HONG KONG: Hong Kong residents turned on leader Carrie Lam on Thursday (Sep 26) as she held the first "open dialogue" session with the public in a bid to end more than three months of sometimes violent protests.
Lam nodded attentively in the town hall-like gathering as speaker-after-speaker accused her administration of ignoring the public and exacerbating a crisis that has no end in sight.
READ: 20,000 apply for chance to 'vent anger' at Hong Kong leader Carrie Lam during dialogue session
During the evening Lam dismissed accusations that the meeting was a public-relations exercise, saying she was there to listen as she admitted trust in her government had "fallen off a cliff".
"The whole storm was caused by the extradition Bill initiated by the government," Lam said at the British colonial-era indoor Queen Elizabeth Stadium. "If we want to walk away from the difficulty and find a way out, the government has to take the biggest responsibility to do so."
Protests over the now-shelved extradition Bill that would have allowed criminal suspects to be sent to mainland China for trial have evolved into broader calls for full democracy, in a stark challenge to China's Communist Party leaders.
Protesters are angry about what they see as creeping Chinese interference in Hong Kong, which returned to China in 1997 under a "one country, two systems" formula intended to guarantee freedoms that are not enjoyed on the mainland.
More than 20,000 people applied to attend Thursday's meeting with authorities picking 150 people in a lottery.
Questions were chosen at random and compared to the angry demonstrations on Hong Kong's streets this summer, the atmosphere remained cordial inside the sports stadium.
Outside, crowds of black-clad protesters chanted: "Hong Kong people, add oil," a slogan meaning "keep your strength up".
Speakers in the stadium dressed down Lam on a number of fronts including curbs on electoral freedoms, ignoring public opinion, and refusing to allow an independent inquiry into allegations of police brutality during the protests.
Most called on her to launch an independent commission of inquiry into allegations of police brutality and how the protests have been handled.
"The police have become a political tool of the government and right now there is no way to check police abuses of power," one woman said, hiding her face with a surgical mask.
"Everyone has lost confidence in police," another female audience member said. Another said police had been left to deal with an issue that can only be solved politically.
One woman called on Lam to resign, saying she was no longer fit to lead.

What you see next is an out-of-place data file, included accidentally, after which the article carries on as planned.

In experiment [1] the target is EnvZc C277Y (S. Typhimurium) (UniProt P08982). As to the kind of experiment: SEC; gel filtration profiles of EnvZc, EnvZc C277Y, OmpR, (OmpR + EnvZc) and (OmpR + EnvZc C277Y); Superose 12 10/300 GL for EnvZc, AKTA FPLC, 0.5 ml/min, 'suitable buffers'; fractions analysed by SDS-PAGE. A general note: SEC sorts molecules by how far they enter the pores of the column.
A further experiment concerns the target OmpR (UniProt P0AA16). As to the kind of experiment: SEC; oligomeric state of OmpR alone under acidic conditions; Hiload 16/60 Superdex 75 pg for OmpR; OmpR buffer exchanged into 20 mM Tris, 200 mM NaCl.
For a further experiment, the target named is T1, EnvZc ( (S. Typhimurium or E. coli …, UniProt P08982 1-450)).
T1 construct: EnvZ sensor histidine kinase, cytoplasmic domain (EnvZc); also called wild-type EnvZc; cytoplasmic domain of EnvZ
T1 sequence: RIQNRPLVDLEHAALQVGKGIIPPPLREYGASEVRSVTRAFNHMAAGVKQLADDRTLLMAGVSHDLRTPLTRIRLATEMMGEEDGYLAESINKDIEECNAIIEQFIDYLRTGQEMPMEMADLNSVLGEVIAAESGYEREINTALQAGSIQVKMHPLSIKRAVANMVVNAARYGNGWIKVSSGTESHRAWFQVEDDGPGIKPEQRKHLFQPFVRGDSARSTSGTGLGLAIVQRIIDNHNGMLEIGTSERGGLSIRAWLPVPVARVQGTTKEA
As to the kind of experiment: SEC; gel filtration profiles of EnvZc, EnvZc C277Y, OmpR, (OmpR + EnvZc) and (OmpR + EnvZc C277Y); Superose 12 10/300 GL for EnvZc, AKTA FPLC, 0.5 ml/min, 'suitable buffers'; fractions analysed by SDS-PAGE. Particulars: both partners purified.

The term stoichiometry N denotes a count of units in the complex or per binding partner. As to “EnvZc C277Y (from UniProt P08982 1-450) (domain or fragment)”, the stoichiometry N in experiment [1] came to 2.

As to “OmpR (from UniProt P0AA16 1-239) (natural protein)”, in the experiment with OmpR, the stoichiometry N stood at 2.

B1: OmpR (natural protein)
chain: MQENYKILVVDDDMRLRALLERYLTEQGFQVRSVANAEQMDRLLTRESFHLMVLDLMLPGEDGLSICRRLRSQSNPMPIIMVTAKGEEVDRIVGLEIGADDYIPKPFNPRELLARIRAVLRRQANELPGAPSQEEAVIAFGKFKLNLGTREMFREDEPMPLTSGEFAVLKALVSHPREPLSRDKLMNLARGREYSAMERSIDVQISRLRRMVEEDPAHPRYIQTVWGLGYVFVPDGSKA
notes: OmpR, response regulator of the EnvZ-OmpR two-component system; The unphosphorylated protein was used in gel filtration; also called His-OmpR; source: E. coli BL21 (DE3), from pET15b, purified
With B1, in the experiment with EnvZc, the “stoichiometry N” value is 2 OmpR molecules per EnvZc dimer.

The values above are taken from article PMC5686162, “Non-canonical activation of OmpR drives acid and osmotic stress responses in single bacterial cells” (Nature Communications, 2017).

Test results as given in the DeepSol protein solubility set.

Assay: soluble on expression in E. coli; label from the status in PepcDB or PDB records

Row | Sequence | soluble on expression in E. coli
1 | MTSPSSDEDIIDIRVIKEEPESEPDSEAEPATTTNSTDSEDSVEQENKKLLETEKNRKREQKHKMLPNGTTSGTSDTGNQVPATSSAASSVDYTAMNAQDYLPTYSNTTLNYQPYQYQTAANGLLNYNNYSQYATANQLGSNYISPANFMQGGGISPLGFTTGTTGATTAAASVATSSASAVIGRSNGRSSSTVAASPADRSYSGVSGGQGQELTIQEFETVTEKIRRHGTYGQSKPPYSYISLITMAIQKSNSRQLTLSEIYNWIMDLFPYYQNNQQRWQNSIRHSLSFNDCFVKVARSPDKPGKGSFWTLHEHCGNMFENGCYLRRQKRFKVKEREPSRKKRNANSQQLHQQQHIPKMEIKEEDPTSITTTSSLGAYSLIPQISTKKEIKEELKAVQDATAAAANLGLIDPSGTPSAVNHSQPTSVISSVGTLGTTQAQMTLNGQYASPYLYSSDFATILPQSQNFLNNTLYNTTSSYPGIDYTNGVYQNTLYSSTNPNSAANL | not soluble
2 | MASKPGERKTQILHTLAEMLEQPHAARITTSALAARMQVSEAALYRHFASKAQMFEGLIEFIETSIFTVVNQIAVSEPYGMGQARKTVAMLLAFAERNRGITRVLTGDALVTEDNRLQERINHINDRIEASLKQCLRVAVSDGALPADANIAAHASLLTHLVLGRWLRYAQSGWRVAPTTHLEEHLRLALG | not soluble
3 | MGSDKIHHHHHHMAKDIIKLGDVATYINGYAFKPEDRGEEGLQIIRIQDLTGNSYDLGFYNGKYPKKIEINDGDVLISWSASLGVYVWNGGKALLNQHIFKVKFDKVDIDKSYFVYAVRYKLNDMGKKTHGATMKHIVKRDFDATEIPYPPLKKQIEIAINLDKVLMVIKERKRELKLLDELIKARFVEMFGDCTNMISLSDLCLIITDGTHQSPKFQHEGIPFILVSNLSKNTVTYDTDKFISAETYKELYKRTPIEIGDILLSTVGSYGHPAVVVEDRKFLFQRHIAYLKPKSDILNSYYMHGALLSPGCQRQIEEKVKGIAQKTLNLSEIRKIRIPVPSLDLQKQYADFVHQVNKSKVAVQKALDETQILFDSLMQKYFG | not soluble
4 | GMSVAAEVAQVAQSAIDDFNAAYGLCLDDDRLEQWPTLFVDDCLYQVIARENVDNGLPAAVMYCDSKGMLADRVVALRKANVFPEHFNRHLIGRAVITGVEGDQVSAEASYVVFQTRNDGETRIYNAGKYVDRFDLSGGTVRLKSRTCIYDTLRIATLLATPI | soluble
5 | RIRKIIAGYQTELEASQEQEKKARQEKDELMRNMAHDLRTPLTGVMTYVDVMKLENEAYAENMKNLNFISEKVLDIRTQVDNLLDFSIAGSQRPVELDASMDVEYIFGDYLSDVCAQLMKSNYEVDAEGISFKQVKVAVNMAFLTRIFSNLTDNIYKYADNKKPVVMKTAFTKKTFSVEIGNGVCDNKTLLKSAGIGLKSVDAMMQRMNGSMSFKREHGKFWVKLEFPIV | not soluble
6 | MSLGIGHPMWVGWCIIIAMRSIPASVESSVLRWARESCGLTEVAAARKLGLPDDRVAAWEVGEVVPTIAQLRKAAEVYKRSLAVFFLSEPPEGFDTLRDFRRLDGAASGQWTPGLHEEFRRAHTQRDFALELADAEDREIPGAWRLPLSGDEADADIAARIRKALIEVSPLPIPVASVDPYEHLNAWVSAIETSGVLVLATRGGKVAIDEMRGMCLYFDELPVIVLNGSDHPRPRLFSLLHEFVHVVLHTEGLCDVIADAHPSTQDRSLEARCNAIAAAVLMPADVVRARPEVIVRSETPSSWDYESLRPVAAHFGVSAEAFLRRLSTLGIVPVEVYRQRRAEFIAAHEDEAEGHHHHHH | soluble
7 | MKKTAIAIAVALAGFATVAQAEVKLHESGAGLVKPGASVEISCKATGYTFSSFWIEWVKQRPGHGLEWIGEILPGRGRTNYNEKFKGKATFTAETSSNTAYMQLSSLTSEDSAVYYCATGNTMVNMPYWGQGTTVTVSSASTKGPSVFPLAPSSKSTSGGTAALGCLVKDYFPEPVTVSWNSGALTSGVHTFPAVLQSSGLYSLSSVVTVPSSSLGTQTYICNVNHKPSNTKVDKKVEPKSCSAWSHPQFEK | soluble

"You say you want to listen to the people, but the people have been voicing their demands for three months," one male attendee said.
Of the 30 people chosen to speak throughout the evening, 24 openly criticised the government, two made neutral comments while four expressed sympathy for Lam's administration.
"WE STILL CARE"
Lam listened, taking notes, before responding on occasion. She appealed for people to give her government a chance, while emphasizing Hong Kong still had a bright future and a strong rule of law.
"I hope you all understand that we still care about Hong Kong society. Our heart still exists," she said. "We will maintain our care for this society."
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She stressed again, however, that she sees no need at the moment for an independent inquiry, with an existing police complaint mechanism sufficient to meet public concerns.
After the prosecution of previous democracy activists in recent years, this movement has been deliberately leaderless and largely organised online.
But that has made it difficult for Lam's administration to know who to reach out to for talks.
City rail services resumed on Thursday after being halted on Wednesday night at Sha Tin station, where protesters vandalized fittings for the second time this week.
Rail operator MTR has at times suspended city rail services during the protests, preventing some demonstrators from gathering and thus making it a target of attack, with protesters vandalizing stations and setting fires near some exits.
When violence has flared, police have responded with tear gas, water cannon and rubber bullets.
China says it is committed to the "one country, two systems" arrangement and denies meddling. It has accused foreign governments, including the United States and Britain, of inciting the unrest.
Hong Kong is on edge ahead of the 70th anniversary of the founding of the People's Republic of China on Oct 1, with authorities eager to avoid scenes that could embarrass the central government in Beijing. Activists have planned a whole host of protests on the day.
The Asian financial hub also marks the fifth anniversary this weekend of the start of the "Umbrella" protests, a series of pro-democracy demonstrations in 2014 that failed to wrest concessions from Beijing.
Resident Poon Yau-lok, 62, was sceptical that Thursday's talks would make any difference.
"They wouldn't listen when 200,000 people marched on the street," she told Reuters. "Why would they listen to just 150?"
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